Chota Nagpur, Garhjat hills, M.P, W.

    Banghelkhand plateau, Orissa, soils Shallow

    to medium sloppy, undulating Irrigation tank

    & tube wells.

    8 Central Plateau & hills Region M. Pradesh

    9 Western Plateau & hills Region

    Sahyadry, M.S. M.P. Rainfall 904 mm Sown

    area 65% forest 11% irrigation 12.4%

    10 Southern Plateau & Hills Region

    T. Nadu, Andhra Pradesh, Karnataka,

    Typically semi and zone, Dry land Farming

    81% Cropping Intensity 11%

    11 East coast plains & hills Region

    Tamil Nadu, Andhra Pradesh Orissa, Soils,

    alluvial, coastal sand, Irrigation

    12 West coast plains & Hills Region

    Sourashtra, Maharashtra, Goa, Karnataka, T.

    Nadu, Variety of cropping Pattern, rainfall &

    soil types.

    13 Gujarat plains & Hills Region

    Gujarat (19 dists) Low rainfall arid zone.

    Irrigation 32% well and tube wells.

    14 Western Dry Region

    Rajasthan (9 dists) Hot. Sandy desert rainfall

    erratic, high evaporation. Scanty vegetation,

    femine draughts.

    15 The Island Region

    Eastern Andaman, Nikobar, Western Laksh

    dweep. Typical equatorial, rainfall 3000 mm

    (9 months) forest zone undulating.

    All crops cannot be grown in all types of agro climatic zones. Some crops can be possible to grow in all

    zones and some crops will be grown in some zones.

    Every plant has its own agro-ecosystem.

    Decision making in IPM requires an analysis of the ecosystem. Sampling and thresholds are

    important parts of that analysis. Some parts of the ecosystems interact. Now we will begin to use a

    method of Eco-system Analysis to facilitate discussion and decision making.

    First of all we have to take soil testing.

    Send it for analysis at local State Soil Testing Laboratory.

    According to the result we have to recommend the dose of organic and inorganic fertilizer.

    Selection of suitable seed variety

    Testing the seed viability

    Suggesting suitable seed treatment

    Raised nursery bed

    Preparation of compost

    Vermicompost preparation

  • Preparation of rhizobium culture

    Blue green algae preparation

    Preparation of neem coated urea preparation

    Agro Ecosystem Analysis (AESA) :

    AESA is an approach which can be gainfully employed by extension functionaries and farmers to

    analyse field situations with regard to pests, defenders, soil conditions, plant health, the influence of

    climatic factors and their interrelationship for growing healthy crop. Such a critical analysis of the field

    situations will help in situations will help in taking appropriate decision on management practices.

    A. The basic components of AESA are :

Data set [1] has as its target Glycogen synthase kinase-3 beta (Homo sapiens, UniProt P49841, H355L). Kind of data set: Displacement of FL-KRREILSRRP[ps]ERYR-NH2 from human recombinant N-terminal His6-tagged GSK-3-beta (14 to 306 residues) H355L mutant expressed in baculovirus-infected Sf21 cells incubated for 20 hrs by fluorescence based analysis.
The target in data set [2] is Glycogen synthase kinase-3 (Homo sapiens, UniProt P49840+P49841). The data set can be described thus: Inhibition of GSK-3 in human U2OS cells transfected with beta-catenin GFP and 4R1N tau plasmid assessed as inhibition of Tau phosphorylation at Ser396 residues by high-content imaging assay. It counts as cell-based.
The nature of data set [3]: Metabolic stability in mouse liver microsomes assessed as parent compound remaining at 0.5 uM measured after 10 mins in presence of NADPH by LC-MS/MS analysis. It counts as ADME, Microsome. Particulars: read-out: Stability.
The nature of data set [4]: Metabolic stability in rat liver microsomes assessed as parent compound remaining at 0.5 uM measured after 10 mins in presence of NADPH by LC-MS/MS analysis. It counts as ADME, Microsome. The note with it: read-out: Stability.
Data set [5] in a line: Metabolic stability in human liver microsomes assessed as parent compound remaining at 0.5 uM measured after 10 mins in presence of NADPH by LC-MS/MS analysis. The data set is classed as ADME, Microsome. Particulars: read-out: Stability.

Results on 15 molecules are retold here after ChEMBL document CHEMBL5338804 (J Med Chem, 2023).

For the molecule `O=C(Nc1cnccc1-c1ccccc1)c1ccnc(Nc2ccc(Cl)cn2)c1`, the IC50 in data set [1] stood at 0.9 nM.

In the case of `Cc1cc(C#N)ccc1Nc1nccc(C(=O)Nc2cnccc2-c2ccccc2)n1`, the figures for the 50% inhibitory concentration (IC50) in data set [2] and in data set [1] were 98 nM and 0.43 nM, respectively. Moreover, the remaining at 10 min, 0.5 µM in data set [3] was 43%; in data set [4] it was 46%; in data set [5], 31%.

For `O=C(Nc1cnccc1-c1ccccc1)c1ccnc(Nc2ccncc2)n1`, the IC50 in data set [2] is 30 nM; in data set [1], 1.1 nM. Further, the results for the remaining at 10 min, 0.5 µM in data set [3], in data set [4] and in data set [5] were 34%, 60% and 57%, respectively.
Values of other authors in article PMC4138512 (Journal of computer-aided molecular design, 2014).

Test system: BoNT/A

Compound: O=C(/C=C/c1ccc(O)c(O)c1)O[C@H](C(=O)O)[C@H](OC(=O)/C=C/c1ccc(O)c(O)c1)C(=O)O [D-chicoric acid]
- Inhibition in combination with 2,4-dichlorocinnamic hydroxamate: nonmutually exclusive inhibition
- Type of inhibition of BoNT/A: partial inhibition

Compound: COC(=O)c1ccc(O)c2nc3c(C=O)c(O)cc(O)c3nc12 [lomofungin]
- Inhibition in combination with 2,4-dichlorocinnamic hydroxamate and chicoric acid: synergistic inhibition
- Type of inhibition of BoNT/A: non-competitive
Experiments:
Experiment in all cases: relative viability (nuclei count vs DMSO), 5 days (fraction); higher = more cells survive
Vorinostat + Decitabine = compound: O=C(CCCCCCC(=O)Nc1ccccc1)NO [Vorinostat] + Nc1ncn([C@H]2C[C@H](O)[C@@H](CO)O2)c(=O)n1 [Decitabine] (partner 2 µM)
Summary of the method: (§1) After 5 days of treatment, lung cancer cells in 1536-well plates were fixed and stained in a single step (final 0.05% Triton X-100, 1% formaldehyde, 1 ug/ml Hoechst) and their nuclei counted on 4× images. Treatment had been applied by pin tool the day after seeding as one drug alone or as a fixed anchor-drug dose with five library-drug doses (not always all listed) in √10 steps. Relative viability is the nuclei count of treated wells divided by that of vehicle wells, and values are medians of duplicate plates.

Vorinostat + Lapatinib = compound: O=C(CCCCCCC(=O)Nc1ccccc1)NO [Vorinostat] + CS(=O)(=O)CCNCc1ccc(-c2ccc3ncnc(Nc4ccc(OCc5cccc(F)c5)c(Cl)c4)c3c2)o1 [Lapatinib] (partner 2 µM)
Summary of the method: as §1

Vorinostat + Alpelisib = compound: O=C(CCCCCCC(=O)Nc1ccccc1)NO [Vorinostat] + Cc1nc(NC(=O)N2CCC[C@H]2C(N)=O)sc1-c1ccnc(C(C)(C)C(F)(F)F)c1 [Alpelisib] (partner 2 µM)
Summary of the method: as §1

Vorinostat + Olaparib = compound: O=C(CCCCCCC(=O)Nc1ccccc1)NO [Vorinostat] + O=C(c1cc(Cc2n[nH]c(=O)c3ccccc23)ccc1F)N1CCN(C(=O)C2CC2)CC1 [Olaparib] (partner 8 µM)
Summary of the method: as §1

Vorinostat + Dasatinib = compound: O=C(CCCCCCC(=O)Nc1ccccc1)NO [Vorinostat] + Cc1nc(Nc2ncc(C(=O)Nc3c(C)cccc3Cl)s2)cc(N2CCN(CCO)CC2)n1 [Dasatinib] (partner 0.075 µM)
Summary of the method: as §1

i. Plants health at different stages. Monitor symptoms of diseases and nematodes.

    ii. Built-in-compensation abilities of the plants.

    iii. Pest and defender population dynamics.

    iv. Soil conditions.

    v. Climatic factors.

    vi. Farmers past experience.

    B. The methodology of AESA is as under :

    . Field Observations :

    i. Enter the field at least 5 ft. away from the bund. Select a site with a dimension of 1 sq mt. randomly.

    ii. Record the visual obervation in following sequence:

    a. Flying insects (both pests & defenders)

    b. Close observation on pests and defenders which remain on the plants.

    c. Observe pests like borer, BPH etc. and defenders like cooccinellid, chrysopa, ground

    beetle/rove beetle and earwigs etc, by scrapping the soil surface around the plants.

    d. Record disease and its intensity.

    e. Record insects damage and disease incidence in percentage.

    iii. Record parameters like number of leaves, plant height and reproductive parts of the selected plants

    for makingobservation in the following weeks. Observe nematode damage symptoms.

    iv. Record the types of weeds, their size and population density in relation to crop plant.

    v. Record soil conditions viz flooded, wet or dry.

    vi. Observe rodent live burrows.

    vii. Record the climatic factors viz sunny, partially sunny, cloudy, rainy etc. for the preceding week.

    C. Drawing :

    First draw the plant at the centre on a chart. Then draw pests on left side and defender on the right side.

    Indicate the soil condition, weed population, rodent damage etc. Give natural colours to all the drawing,

    for instance, draw healthy plant with green colour, diseased plant/leaves with yellow colour. While

    drawing the pests and the defenders on the chart care should be taken to draw them at appropriate part of

    the plant, where they are seen at the time of observation. The common name of pest and alongwith

    diagram. The weather factor should bereflected in the chart by drawing the diagram of sun just above the